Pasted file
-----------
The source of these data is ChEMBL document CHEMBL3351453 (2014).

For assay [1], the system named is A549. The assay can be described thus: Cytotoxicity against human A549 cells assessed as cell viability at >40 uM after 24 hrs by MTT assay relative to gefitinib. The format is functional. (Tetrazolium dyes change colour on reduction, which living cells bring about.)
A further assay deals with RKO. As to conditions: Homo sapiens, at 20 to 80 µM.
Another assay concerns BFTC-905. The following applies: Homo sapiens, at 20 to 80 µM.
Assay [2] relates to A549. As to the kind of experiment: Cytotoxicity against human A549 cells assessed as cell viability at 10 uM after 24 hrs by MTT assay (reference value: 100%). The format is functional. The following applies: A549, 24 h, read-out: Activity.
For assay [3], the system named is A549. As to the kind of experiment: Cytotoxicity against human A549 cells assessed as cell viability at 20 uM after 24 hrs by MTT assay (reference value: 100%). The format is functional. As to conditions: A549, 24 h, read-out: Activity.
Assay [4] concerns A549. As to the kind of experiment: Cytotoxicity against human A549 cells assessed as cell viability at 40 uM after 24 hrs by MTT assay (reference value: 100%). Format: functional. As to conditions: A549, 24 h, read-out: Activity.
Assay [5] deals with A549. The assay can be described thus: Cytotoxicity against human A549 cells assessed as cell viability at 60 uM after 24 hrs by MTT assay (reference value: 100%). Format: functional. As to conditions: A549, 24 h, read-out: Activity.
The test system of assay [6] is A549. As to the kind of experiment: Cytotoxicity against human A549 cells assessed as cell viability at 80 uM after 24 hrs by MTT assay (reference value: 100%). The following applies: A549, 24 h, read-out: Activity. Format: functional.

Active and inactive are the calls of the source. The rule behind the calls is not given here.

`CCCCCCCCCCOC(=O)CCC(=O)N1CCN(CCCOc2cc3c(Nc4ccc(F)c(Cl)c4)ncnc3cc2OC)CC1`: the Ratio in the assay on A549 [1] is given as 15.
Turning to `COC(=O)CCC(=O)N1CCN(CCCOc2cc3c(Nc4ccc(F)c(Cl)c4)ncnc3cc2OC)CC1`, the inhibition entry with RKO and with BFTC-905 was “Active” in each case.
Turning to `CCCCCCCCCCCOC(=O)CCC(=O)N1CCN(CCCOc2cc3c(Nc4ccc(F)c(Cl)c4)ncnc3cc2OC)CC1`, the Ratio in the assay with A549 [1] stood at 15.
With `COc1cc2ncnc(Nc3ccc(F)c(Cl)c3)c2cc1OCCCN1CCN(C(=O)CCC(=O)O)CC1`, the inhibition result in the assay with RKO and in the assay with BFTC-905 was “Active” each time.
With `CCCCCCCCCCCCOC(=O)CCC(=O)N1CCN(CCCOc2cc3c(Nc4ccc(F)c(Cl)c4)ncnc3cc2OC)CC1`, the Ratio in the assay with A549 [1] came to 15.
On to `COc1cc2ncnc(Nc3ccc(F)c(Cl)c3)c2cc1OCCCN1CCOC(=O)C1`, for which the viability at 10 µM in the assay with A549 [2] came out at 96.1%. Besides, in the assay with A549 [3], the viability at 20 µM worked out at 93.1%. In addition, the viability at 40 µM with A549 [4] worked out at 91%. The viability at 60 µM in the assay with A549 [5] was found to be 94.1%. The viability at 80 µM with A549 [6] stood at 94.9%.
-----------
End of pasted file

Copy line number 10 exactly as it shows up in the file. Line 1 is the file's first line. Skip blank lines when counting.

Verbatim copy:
Active and inactive are the calls of the source. The rule behind the calls is not given here.